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‘Legitimate use of deepfakes’: AI-generated video of Biden declaring World War 3, bringing back draft splits experts

‘A sneak preview of things to come.’


Mikael Thalen


Right-wing commentator Jack Posobiec aired a deepfake video of President Joe Biden this week announcing the return of the military draft and the beginning of a third world war.

Experts are split on whether it was a dangerous misuse of the technology or an actual example of how the medium can be handled responsibly.

The video, which Posobiec predicted was a “sneak preview” of things to come, was shared with his more than 2 million followers on Twitter.

The footage features a chyron that references “the realities of nuclear war” and depicts Biden invoking the Selective Service Act due to growing tensions with Russia and China.

“The illegal Russian offensive has been swift, callous, and brutal. It’s barbaric,” the AI-generated Biden states. “Putin’s illegal occupation of Kyiv and the impending Chinese blockade of Taiwan has created a two-front national security crisis that requires more troops than the volunteer military can supply.”

Once the clip finishes, Posobiec appears on screen to offer commentary on the AI-generated scenario.

“What we just played for you was a sneak preview, coming attractions, a glimpse into the world beyond,” he says. “Now that was an AI, I don’t want to say a recreation but maybe a pre-creation… a pre-creation of President Biden designed and scripted by our producers here for the show of what could happen if President Biden were to declare and activate the Selective Service Act and begin drafting 20-year-olds here in the United States.”

The segment proved controversial online, with some referring to the display as “nauseatingly irresponsible.”

“Creating something like this is so nauseatingly irresponsible, in such bad faith, and such a waste of resources I can only be completely unsurprised,” one critic tweeted.

Concerns were also raised over the ability of people watching to differentiate between legitimate and manipulated media.

Despite both the tweet and Posobiec stating that the video was in fact created with AI, one of the first commenters on the video nonetheless asked if what they were seeing was real.

“Is this legit, or some sort of AI deepfake clips?” one user asked.

Speaking with the Daily Dot, author and generative AI expert Nina Schick argued that the advancement of AI-related technologies will lead to further degradation of trust in content seen online even when it is specified as manipulated.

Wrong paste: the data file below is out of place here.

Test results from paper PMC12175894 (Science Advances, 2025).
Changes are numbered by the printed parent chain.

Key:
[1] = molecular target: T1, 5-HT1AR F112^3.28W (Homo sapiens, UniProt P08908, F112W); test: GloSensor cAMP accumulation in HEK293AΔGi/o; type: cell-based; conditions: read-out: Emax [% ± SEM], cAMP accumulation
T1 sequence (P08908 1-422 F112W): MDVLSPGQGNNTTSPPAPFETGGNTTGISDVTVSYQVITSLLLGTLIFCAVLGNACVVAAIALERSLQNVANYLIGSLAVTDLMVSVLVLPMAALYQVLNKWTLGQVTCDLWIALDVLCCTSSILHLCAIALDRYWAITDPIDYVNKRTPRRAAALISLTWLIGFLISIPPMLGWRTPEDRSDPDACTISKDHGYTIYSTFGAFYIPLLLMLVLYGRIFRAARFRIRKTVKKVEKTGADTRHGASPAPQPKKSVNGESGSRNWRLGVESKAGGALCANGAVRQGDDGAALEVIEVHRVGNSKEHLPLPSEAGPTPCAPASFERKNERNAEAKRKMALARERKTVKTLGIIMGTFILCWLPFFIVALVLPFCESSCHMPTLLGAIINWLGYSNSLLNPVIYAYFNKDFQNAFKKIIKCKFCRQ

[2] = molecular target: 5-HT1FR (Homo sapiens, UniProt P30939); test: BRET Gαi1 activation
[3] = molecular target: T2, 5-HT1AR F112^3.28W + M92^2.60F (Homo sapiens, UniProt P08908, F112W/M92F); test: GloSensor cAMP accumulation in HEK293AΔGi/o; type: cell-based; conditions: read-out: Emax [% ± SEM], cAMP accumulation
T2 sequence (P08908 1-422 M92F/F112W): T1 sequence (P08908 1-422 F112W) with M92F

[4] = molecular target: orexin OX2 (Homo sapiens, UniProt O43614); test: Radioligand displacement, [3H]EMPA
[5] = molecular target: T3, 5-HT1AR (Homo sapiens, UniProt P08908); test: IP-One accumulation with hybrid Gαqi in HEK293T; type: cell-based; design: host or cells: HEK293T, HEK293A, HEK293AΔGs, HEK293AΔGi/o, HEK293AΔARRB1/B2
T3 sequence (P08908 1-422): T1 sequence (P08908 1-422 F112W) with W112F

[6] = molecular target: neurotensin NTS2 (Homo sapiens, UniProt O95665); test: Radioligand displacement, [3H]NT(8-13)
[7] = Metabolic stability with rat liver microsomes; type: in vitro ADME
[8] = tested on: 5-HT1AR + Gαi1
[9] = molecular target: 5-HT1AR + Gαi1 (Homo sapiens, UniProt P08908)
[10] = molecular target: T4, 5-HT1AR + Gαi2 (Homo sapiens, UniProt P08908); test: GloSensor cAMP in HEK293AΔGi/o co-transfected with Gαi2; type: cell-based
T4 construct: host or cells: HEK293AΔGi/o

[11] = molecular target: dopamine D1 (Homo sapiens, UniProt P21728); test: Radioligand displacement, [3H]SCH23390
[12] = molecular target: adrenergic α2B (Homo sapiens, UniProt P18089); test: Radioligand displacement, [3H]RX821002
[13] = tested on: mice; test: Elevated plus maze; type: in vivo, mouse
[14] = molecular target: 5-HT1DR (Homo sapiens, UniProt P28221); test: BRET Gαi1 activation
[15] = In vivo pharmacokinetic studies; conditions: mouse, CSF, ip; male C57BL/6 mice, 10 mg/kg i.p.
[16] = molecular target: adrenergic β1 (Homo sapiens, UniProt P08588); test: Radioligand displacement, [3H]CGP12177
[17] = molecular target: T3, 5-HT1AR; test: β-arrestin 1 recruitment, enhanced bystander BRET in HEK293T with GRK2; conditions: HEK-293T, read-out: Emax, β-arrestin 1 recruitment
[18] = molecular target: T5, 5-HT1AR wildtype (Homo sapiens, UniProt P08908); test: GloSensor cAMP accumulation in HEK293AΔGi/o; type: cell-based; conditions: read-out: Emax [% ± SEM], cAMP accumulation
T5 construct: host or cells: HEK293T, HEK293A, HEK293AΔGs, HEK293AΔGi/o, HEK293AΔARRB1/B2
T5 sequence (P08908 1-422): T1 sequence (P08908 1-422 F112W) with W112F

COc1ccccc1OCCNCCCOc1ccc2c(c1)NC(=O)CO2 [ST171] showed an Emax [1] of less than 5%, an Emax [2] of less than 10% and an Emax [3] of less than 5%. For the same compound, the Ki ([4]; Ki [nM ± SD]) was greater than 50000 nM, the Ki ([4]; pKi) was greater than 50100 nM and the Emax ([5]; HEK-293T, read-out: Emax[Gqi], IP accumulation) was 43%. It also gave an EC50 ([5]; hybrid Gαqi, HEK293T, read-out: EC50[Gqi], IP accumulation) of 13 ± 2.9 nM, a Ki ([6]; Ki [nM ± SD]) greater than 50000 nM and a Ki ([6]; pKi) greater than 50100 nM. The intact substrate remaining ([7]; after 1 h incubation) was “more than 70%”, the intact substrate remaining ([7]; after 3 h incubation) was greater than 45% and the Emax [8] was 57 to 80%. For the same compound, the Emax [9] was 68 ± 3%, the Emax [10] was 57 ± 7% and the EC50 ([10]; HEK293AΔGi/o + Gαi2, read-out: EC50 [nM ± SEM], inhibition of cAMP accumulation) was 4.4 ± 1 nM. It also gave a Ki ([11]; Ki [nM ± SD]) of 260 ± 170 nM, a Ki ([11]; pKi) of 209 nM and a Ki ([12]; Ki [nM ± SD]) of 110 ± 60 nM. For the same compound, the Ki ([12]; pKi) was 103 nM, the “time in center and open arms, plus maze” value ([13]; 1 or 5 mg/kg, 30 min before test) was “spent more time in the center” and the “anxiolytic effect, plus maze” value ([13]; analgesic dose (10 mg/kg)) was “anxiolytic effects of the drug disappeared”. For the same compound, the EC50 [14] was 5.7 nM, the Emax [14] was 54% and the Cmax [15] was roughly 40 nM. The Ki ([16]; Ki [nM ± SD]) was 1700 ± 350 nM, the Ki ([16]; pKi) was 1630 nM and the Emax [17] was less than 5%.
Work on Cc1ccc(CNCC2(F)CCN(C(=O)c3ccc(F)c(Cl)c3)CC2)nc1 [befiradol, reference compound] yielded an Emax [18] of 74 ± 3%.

“We’re going to see a lot more AI-generated content that will be in the context where it is marked as being AI-generated but people are still fooled,” she said.

Twitter initially responded to the video by placing a fact-check notice on the tweet. The notice was removed soon after though, likely given that the footage clearly noted that it had been created by AI.

“They took the fact-check off of this tweet and BlueAnon is melting down saying I am now attempting to create a domestic insurrection,” Posobiec tweeted. “Stay mad, freaks!”

The Daily Dot reached out to Posobiec over the contact form on his media website Human Events but did not receive a reply by press time.

On the other hand, Sam Gregory, a deepfake expert and the program director at the human rights organization WITNESS, said that the video was an example of a “legitimate use of deepfakes.”

“The video is a visualization of a hypothetical or a potential future to further a discussion, and importantly it’s contextualized as such,” Gregory told the Daily Dot. “We’ve already seen AI-generated imagery used to present potential climate futures, offer unexpected satirical voices of politicians and ‘deepfake it till they do it’, and offer perspectives on current events and realities from people who have died with resurrection deepfakes.”

Gregory also said he appreciated that Posobiec didn’t use the video to warn about the dangers of deepfakes, which he described as “an over-used technique” that “seems to contribute to undermining trust in real media,” but to focus on a political hypothetical.

“As we approach deepfakes and synthetic media regulation and norms it’s important we protect expressive speech, political speech, and satire,” he added. “However, I do think that it’s key that we also think how—particularly now when people are not clear what can and can’t be faked—that we also emphasize visible disclosure and labeling in places like TV and web use of ‘news-like’ deepfakes.”

While feelings towards Posobiec’s video fall largely along political lines across social media, experts continue to argue that such issues are much more complex.

Synthetic media expert Henry Ajder likewise noted that although the video clearly labels itself as AI-generated, even honest deepfakes can produce the same issues as those made deceptively.

“This deepfake is clearly designed to grab viewers’ attention before being clearly disclosed as fake, but if taken out of context in our fractious information ecosystem, the audience response could be very different,” Ajder said in a statement to the Daily Dot. “In this respect, artistic or well-meaning deepfake content can still fall victim to the crude forms of media manipulation that are much more prominent online. Creators need to consider not just how they intend generative content to be received, but how it could be misrepresented when released ‘into the wild.’”

Such content will undoubtedly become exponentially more commonplace as the barrier to entry continues to drop for AI-related technologies. It’s genuinely unclear whether the public is truly ready.

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